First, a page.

The Blinding Knife by Brent Weeks

Rating: 4 1/2 stars

Series: Lightbringer #2

Gavin Guile is losing his powers. This is happening at a particularly bad time in his life. He is trying to prevent the seven satrapies from going to war. The Color Prince continually causes him problems. The old gods are reemerging, and they’re not easy to stop. On top of all of that, he has various family and relationship issues to deal with. Lastly, he is keeping a few big secrets from a lot of people.

This was much better than The Black Prism. The writing was more cohesive. The storyline had a better flow. It was action packed but that wasn’t what sucked me into the story. It was the character development that made me want to keep reading more. The Black Prism only touched the surface about who these characters are and what they are capable of.

Gavin is a complex character. I love some things about him and hate others. He truly has good intentions behind everything he does, but sometimes the way he handles things has devastating effects, not just to himself but others as well. It’s admirable that he does what he thinks is right even when others don’t agree with him. He deserves praise for the good that he does, but he lets it go to his head sometimes. He’s got a bit of a ego.

The Color Prince is despicable yet I can’t hate him. There is logic to his madness that I can’t argue with. I think he could prove his point in a better way. He is a psychopath, so the greater good doesn’t factor into his plans. I understand what he is trying to do, and if he does it the world would be drastically changed. But would it really be better or simply chaotic in a new way?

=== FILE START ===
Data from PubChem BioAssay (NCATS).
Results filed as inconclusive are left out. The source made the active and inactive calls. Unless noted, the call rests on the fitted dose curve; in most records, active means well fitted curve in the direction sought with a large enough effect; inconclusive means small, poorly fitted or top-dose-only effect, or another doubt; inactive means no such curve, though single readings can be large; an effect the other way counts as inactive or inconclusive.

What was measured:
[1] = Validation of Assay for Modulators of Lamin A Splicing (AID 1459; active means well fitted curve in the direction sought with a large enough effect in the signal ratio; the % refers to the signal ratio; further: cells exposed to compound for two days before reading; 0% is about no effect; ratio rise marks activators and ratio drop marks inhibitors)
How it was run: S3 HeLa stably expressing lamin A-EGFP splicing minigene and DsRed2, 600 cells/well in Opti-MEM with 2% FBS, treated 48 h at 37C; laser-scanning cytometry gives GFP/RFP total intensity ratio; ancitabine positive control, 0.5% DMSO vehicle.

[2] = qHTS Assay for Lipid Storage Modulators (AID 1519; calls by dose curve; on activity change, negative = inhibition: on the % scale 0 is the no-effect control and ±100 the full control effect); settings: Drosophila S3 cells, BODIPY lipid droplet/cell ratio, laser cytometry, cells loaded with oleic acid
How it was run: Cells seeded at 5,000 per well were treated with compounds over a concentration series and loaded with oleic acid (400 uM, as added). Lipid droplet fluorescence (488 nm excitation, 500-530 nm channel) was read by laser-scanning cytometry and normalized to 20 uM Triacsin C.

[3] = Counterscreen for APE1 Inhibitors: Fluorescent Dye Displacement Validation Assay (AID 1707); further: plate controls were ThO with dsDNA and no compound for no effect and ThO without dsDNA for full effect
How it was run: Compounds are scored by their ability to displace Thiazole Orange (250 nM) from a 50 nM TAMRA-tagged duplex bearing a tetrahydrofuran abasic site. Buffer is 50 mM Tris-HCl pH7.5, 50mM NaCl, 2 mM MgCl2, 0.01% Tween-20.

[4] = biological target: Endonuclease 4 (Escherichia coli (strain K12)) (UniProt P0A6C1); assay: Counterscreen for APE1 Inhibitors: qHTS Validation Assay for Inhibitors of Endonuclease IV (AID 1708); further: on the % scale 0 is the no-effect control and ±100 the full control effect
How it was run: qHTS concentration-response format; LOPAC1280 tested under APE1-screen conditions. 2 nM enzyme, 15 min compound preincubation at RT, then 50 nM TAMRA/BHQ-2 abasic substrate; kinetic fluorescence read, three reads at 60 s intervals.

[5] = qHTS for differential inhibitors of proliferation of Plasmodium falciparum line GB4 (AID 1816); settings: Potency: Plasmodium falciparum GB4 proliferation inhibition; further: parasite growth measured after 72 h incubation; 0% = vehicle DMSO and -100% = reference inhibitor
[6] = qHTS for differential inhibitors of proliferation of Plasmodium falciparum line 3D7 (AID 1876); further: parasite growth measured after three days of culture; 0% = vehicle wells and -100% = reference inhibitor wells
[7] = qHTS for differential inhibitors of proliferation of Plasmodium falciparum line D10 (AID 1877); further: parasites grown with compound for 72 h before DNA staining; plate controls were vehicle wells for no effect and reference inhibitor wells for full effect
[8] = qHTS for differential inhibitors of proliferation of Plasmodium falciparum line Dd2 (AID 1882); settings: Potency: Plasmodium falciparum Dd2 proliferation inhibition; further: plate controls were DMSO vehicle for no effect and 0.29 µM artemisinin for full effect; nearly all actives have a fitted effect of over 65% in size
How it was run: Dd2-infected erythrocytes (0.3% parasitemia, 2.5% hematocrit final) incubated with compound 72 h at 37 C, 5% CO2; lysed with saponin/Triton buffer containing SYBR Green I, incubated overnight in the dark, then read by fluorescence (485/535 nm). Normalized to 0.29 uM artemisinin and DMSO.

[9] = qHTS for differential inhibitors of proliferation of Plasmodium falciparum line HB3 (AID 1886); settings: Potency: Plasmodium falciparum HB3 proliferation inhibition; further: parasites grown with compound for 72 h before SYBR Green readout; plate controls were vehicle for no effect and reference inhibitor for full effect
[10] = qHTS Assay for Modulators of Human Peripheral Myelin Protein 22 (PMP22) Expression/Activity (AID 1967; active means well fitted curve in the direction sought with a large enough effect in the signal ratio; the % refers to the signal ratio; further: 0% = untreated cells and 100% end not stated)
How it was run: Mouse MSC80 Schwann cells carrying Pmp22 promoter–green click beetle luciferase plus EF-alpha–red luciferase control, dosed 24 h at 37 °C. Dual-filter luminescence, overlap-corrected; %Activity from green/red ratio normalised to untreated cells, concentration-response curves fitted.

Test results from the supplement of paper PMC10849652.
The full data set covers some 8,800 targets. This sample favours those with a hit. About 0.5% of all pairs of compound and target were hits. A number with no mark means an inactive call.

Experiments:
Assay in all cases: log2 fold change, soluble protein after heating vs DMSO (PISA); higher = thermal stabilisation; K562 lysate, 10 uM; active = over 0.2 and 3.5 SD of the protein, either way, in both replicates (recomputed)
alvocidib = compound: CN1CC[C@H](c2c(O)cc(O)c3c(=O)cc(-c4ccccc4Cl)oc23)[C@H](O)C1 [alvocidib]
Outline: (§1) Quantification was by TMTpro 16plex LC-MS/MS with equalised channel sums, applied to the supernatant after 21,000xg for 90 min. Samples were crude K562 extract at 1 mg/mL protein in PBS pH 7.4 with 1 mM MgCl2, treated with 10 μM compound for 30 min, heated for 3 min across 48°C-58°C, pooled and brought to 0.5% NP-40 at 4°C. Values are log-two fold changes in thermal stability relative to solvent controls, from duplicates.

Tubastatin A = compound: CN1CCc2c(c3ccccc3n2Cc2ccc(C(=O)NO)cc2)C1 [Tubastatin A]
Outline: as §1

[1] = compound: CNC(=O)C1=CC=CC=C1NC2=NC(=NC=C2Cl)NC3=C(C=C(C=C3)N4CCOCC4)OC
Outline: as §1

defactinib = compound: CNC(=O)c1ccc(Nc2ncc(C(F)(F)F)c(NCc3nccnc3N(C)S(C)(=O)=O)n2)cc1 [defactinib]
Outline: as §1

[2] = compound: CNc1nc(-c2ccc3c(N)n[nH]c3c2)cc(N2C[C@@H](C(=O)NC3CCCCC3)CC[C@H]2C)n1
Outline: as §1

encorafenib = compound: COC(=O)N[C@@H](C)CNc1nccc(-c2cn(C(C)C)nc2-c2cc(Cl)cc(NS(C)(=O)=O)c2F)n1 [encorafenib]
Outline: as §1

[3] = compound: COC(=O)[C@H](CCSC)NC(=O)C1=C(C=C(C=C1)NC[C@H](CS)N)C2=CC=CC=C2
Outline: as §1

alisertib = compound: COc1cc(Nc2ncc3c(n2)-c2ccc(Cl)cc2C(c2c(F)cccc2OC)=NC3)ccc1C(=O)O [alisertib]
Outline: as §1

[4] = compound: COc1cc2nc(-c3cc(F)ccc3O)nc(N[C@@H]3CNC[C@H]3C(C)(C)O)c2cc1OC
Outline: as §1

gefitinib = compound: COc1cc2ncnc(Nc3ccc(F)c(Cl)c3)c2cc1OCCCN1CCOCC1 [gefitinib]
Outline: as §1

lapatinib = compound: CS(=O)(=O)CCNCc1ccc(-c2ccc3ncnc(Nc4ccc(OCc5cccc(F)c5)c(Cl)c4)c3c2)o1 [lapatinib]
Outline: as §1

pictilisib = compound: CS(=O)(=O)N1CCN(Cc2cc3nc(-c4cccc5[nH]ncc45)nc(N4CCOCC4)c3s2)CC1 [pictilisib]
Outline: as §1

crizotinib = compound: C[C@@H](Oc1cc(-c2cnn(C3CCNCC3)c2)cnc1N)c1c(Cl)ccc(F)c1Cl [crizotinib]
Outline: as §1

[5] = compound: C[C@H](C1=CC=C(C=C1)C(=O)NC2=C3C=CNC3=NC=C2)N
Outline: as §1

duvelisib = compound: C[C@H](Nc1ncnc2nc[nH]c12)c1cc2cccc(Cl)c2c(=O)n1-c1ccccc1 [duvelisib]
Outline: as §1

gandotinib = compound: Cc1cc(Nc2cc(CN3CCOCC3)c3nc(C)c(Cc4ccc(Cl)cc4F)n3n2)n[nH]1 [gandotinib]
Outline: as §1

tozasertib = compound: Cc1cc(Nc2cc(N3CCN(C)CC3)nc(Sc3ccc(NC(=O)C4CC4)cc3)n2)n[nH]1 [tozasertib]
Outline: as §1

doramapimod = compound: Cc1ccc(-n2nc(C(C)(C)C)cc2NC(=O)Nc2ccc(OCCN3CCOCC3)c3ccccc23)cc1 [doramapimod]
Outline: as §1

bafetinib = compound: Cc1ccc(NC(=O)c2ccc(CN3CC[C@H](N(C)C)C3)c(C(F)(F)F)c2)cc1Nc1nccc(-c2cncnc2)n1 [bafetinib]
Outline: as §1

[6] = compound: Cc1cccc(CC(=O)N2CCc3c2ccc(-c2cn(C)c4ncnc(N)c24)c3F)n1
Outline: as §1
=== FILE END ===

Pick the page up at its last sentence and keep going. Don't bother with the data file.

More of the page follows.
Kip is hands down my favorite character in the series. He stumbles through life while trying to figure out what he’s doing along the way. He’s special but not all at the same time. He’s still the fat kid with low self esteem, but he is brave and does what is right when he needs to. That fact that he’s humble about his great accomplishments is appealing. Kip is easily the most relatable character. I love it that he doesn’t have any great aspirations. It’s not that he intends to be a failure because he doesn’t, but he doesn’t expect to be the next prism or a satrapy or to be admired by all. All he really wants is to be loved, which seems to be the one thing he doesn’t have.

The moral of this story is don’t trust anyone. This includes family. There was a lot of backstabbing and lies. Barely any of the characters really trustworthy and won’t change their allegiance or stance when the situation changes. The cliffhanger at the end will definitely change things. I can’t wait to get started on the next one!


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